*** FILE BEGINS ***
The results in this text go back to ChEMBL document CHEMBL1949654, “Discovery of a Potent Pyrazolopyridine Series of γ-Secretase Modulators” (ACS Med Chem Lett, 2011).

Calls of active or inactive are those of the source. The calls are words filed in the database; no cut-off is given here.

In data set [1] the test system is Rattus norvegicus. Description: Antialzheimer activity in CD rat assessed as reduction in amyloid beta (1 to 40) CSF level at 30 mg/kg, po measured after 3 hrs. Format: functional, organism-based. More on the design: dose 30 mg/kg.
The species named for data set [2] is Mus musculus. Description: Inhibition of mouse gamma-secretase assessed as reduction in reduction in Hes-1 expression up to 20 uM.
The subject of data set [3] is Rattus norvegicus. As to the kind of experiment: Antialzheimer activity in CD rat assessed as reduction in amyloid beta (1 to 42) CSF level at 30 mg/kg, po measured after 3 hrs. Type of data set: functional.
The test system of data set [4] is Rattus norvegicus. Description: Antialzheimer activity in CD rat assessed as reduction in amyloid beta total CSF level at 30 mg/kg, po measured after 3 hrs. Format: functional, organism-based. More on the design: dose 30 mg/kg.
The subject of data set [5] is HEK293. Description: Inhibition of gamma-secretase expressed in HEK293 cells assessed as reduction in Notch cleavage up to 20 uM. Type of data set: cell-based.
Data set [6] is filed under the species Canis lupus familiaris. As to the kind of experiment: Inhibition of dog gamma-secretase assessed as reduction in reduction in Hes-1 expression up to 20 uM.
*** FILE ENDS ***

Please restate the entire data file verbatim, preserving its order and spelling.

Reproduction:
The results in this text go back to ChEMBL document CHEMBL1949654, “Discovery of a Potent Pyrazolopyridine Series of γ-Secretase Modulators” (ACS Med Chem Lett, 2011).

Calls of active or inactive are those of the source. The calls are words filed in the database; no cut-off is given here.

In data set [1] the test system is Rattus norvegicus. Description: Antialzheimer activity in CD rat assessed as reduction in amyloid beta (1 to 40) CSF level at 30 mg/kg, po measured after 3 hrs. Format: functional, organism-based. More on the design: dose 30 mg/kg.
The species named for data set [2] is Mus musculus. Description: Inhibition of mouse gamma-secretase assessed as reduction in reduction in Hes-1 expression up to 20 uM.
The subject of data set [3] is Rattus norvegicus. As to the kind of experiment: Antialzheimer activity in CD rat assessed as reduction in amyloid beta (1 to 42) CSF level at 30 mg/kg, po measured after 3 hrs. Type of data set: functional.
The test system of data set [4] is Rattus norvegicus. Description: Antialzheimer activity in CD rat assessed as reduction in amyloid beta total CSF level at 30 mg/kg, po measured after 3 hrs. Format: functional, organism-based. More on the design: dose 30 mg/kg.
The subject of data set [5] is HEK293. Description: Inhibition of gamma-secretase expressed in HEK293 cells assessed as reduction in Notch cleavage up to 20 uM. Type of data set: cell-based.
Data set [6] is filed under the species Canis lupus familiaris. As to the kind of experiment: Inhibition of dog gamma-secretase assessed as reduction in reduction in Hes-1 expression up to 20 uM.